HAMILTON, Ontario — Artificial intelligence (AI) has helped scientists discover a new antibiotic capable of eliminating one of the world’s most deadly pathogens. This research breakthrough, enabled by advanced “deep learning” technologies, provides a potential solution to the pressing global challenge of antimicrobial resistance.
Acinetobacter baumannii, a hospital-acquired infection, often exploits patients with weakened immune systems, with premature babies being especially susceptible. The bacterium is notoriously challenging to treat and can survive on various surfaces, from door handles to beds, for extended periods. It’s known to acquire DNA, including antibiotic-resistance genes, from other bacterial species in its environment, causing severe complications such as pneumonia, sepsis, meningitis, and wound infections.
The antibiotic Aubacin, identified through a neural network model akin to the human brain, demonstrated its effectiveness against this deadly bacterium in lab experiments with mice and bacterial cells. This AI-driven approach can scan hundreds of millions, if not billions, of molecules with potential antibacterial properties, paving the way for new treatments for other lethal diseases, including MRSA and C. diff.
Conventional molecule screening techniques, which are laborious, expensive, and restricted in scope, are vastly outpaced by this AI-facilitated process.
“Using AI, we can rapidly explore vast regions of chemical space, significantly increasing the chances of discovering fundamentally new antibacterial molecules,” says Dr. Jonathan Stokes, the lead author of the study and a researcher at McMaster University, in a media release.
Scroll down to see 3 ways people can encounter antibiotic-resistant bacteria
The World Health Organization (WHO) has placed A. baumannii on its list of “priority pathogens” that urgently require new treatments due to their risk.
“AI approaches to drug discovery are here to stay and will continue to be refined,” says co-author professor James Collins, of Massachusetts Institute of Technology (MIT). “We know algorithmic models work. Now it is a matter of widely adopting these methods to discover new antibiotics more efficiently and less expensively.”
The unique aspect of Aubacin, described as “especially promising” lies in its selective target: A. baumannii. Unlike most antibiotics, which are broad-spectrum and can disrupt the gut microbiome by killing all bacteria, Aubacin’s specificity reduces the likelihood of rapid drug resistance development, opening a new chapter in the creation of more precise and effective treatments.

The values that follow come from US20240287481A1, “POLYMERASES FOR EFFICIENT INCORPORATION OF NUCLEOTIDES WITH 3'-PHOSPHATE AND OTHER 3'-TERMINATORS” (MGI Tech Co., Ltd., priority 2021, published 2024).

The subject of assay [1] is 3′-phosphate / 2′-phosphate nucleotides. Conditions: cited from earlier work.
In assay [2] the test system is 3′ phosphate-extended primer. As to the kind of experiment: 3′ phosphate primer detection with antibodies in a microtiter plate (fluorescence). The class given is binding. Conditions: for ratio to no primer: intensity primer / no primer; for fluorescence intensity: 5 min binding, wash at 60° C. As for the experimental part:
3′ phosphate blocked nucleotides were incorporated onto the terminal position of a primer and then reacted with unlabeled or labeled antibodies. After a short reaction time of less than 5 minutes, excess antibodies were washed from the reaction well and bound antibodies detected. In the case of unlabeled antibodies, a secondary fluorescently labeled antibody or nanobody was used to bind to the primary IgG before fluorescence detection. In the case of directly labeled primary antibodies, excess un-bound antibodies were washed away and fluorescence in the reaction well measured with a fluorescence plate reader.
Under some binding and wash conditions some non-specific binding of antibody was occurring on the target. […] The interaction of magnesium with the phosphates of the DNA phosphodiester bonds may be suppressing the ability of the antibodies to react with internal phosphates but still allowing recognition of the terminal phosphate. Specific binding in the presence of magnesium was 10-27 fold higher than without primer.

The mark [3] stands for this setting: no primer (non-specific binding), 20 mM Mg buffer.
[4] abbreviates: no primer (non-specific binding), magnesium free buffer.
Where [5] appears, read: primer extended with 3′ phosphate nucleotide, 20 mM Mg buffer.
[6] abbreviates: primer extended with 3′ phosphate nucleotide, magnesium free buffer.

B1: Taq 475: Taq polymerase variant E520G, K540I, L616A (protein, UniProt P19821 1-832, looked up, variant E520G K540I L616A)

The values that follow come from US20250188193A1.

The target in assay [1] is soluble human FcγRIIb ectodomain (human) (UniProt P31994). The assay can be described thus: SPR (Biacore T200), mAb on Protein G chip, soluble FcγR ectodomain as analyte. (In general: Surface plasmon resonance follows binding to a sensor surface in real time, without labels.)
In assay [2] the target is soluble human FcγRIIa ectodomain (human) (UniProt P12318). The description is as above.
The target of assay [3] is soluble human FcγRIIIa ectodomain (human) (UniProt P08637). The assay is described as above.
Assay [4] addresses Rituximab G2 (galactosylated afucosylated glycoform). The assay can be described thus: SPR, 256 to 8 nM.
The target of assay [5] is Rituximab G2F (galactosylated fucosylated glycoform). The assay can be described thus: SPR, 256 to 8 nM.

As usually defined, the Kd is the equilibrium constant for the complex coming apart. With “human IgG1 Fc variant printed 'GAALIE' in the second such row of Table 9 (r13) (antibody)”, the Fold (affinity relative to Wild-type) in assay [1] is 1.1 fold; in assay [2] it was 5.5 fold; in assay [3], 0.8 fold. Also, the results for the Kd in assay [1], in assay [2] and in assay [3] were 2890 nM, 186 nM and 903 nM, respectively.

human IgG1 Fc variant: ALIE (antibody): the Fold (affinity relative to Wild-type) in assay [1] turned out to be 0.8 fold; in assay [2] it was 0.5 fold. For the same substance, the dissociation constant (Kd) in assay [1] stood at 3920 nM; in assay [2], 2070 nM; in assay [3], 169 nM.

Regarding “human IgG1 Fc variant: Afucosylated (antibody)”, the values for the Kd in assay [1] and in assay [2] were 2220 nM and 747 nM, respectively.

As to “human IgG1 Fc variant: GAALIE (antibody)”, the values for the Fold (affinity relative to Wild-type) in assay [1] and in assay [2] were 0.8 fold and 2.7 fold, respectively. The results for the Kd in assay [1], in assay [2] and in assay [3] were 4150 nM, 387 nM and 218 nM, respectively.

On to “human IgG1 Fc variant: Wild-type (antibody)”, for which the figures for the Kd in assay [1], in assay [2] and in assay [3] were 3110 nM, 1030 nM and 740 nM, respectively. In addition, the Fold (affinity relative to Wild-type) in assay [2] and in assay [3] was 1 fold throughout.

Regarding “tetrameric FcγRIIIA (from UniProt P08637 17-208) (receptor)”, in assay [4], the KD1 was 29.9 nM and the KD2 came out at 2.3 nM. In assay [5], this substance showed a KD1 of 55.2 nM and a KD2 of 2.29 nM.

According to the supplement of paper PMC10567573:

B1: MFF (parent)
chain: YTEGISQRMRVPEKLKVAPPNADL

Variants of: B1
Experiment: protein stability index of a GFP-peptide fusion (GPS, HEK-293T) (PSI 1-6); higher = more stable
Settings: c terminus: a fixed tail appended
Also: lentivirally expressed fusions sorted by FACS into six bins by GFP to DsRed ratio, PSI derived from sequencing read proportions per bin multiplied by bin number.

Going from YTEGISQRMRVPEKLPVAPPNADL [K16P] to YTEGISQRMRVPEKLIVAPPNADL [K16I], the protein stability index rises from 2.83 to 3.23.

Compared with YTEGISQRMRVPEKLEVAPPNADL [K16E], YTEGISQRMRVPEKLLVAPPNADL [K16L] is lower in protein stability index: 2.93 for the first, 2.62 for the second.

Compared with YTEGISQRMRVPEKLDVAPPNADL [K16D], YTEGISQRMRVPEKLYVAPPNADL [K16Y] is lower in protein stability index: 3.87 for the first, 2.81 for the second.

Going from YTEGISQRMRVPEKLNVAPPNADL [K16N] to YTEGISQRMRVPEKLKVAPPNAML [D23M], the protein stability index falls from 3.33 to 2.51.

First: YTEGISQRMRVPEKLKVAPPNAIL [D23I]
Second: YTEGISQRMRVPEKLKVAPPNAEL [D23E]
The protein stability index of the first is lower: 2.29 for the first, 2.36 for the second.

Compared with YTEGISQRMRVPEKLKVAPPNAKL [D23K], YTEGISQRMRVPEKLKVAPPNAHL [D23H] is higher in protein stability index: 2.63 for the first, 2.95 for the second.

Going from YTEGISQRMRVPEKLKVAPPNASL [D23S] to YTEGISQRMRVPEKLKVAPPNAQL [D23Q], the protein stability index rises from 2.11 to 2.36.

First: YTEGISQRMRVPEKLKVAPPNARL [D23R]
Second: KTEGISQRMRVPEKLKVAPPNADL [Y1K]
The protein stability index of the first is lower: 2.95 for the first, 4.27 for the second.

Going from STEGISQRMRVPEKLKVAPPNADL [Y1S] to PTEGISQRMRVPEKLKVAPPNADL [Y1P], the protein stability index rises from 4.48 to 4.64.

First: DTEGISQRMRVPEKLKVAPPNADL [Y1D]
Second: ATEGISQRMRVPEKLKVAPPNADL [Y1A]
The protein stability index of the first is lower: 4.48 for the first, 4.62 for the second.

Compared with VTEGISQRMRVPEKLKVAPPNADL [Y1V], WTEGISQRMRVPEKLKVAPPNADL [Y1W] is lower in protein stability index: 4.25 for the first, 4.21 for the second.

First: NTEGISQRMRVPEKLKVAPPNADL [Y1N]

“AI methods afford us the opportunity to vastly increase the rate at which we discover new antibiotics, and we can do it at a reduced cost. This is an important avenue of exploration for new antibiotic drugs,” adds Dr. Stokes.
The WHO has identified antimicrobial resistance as one of the top ten global public health threats facing humanity. Predictions suggest that by 2050, it could result in ten million deaths annually, costing the global economy approximately $134 trillion.
The study is published in the journal Nature Chemical Biology.
3 situations people can encounter harmful superbugs:
- Hospitals: Despite being a place people go to get healthy, studies show antibiotic-resistant superbugs often contaminate hospital rooms, beds, and floors. A new study finds that these deadly bacteria can even make its way into the ICU. Researchers say an ICU in Hangzhou, China was entirely contaminated with a virulent strain that infected one in three patients — creating a nightmare for healthcare professionals.
- Meat: One of the strains people are most familiar with is E. coli, and meat products are a common source of these infections. Recently, researchers in Spain say they discovered multidrug-resistant E. coli strains in 40 percent of chicken, turkey, beef, and pork products for sale in shops across the country.
- Pets: Dogs and cats may be passing antibiotic-resistant “superbugs” to their owners, a new study warns. Researchers discovered one pet in the United Kingdom and six from Portugal were carrying similar antibiotic-resistant bacteria as their owners. These could include E. coli and other strains linked to pneumonia.
South West News Service writer Mark Waghorn contributed to this report.